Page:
Ten-year-old Olivia Ohlson doesn’t just have a heart of gold; she also has the grit and determination to get things done. That’s probably why, when Olivia’s mom was diagnosed with breast cancer, the little girl jumped into action to help in any way she could.
According to ABC News, the fifth-grader out of Evanston, Ill., came up with the idea to create a lemonade stand so that she could raise money to help her mom and others just like her.
Olivia made pink lemonade and baked shortbread cookies with her grandmother to sell outside the family’s home.
“I always wanted to have a lemonade sale, and when my mom got cancer, I wanted to raise funds for women like her,” Olivia told ABC. “I thought that since I wanted to raise money, I could have a lemonade stand.”
Like a true businesswoman, Olivia also reached out to local bakeries, asking them to donate cookies in the shape of pink ribbons for her to sell.
Everything just sort of took off from there.
Olivia raised a whopping $4,500 with one bake sale, in addition to online donations made by family, friends and strangers. She is planning to donate her proceeds to the NorthShore Kellogg Cancer Center, where her mom, Gini Ohlson, is currently being treated.
“I know my mom has lots of family and friends who take care of her, but other people don’t, so they need more support,” she said. “By giving Kellogg money, they can use it … for patients.”
Gini Ohlson, 50, was diagnosed with breast cancer in both of her breasts back in March. She then underwent a double mastectomy and is currently halfway through 16 rounds of chemotherapy. Nonetheless, Ohlson stays positive, knowing that she caught the cancer early through her annual mammogram.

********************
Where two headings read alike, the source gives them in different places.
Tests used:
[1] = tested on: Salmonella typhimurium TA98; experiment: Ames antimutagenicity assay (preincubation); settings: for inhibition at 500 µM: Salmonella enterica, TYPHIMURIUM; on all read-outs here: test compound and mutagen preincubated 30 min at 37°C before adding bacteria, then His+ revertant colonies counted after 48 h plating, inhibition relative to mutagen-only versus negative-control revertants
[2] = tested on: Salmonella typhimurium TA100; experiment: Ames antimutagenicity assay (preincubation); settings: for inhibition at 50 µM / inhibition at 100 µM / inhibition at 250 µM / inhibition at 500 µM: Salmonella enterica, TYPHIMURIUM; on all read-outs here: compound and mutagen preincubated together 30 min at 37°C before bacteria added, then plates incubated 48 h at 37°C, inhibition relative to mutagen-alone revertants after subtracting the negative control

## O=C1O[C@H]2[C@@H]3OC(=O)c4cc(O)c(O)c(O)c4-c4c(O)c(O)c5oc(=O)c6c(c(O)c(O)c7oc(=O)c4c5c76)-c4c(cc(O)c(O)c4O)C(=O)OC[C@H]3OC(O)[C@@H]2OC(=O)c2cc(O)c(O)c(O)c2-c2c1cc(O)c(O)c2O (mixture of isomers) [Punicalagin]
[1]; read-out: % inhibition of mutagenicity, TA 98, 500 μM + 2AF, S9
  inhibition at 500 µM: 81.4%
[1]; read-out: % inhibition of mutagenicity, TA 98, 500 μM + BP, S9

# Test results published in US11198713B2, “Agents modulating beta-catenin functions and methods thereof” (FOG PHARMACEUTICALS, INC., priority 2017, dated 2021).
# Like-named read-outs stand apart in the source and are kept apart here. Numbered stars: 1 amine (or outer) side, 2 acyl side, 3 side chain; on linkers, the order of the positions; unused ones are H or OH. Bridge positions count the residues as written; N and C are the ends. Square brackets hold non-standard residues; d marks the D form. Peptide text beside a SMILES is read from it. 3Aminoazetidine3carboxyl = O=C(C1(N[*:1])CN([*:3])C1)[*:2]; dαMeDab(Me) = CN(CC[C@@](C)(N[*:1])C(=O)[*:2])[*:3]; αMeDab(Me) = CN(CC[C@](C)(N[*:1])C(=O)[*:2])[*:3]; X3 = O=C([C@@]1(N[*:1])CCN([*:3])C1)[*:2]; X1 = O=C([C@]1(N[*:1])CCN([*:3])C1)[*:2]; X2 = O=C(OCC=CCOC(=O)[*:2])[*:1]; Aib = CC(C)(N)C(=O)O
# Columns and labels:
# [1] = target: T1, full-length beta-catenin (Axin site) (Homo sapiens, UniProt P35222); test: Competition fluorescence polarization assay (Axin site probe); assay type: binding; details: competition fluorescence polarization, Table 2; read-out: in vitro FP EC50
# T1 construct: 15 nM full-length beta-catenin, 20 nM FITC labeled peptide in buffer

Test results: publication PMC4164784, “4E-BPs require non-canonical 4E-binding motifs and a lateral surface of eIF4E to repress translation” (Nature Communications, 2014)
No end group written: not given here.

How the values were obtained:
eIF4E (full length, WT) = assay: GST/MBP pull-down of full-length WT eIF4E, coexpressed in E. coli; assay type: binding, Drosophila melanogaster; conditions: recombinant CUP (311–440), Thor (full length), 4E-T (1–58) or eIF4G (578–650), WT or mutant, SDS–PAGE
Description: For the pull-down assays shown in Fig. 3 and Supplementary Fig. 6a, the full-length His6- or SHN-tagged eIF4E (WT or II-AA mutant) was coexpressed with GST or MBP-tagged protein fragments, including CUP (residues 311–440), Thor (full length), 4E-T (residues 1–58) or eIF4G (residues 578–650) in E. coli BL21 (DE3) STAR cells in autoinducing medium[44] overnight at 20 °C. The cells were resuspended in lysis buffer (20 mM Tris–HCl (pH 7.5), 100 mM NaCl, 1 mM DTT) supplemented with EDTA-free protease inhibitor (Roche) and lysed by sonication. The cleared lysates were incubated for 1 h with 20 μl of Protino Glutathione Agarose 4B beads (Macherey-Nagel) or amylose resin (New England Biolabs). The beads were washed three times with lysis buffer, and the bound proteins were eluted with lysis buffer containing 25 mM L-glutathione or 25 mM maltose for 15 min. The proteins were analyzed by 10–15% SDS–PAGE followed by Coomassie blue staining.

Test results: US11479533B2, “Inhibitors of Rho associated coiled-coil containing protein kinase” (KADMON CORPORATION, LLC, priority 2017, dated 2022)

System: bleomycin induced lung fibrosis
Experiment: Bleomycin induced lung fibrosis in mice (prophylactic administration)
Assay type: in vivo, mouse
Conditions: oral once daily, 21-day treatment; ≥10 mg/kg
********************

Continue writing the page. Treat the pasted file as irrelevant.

“My doctor told me that if I hadn’t had my mammogram, we wouldn’t have felt anything for a year to three years and I would have had a very different diagnosis,” she said. “That’s really given me a positive attitude.”
Ohlson is, needless to say, extremely proud of her daughter, who is her only child, and is impressed by the leadership skills that she demonstrated in her bake-sale initiative.
“She didn’t just go with the fun part,” Ohlson said. “She brought everything out, made the signs, did the display, and had friends who came and helped her during the sale as well.”
“It’s important for our breast cancer patients and their families to receive the support they need for every aspect of the cancer journey. The funds raised from Olivia’s bake sale are going to do just that,” NorthShore’s director, Dr. Bruce Brockstein, told ABC News in a statement. “My colleagues and I here at the NorthShore Kellogg Cancer Center are so appreciative of Olivia’s efforts to help our breast cancer patients. I hope that her efforts inspire others of all ages to support those who are going through cancer treatment.”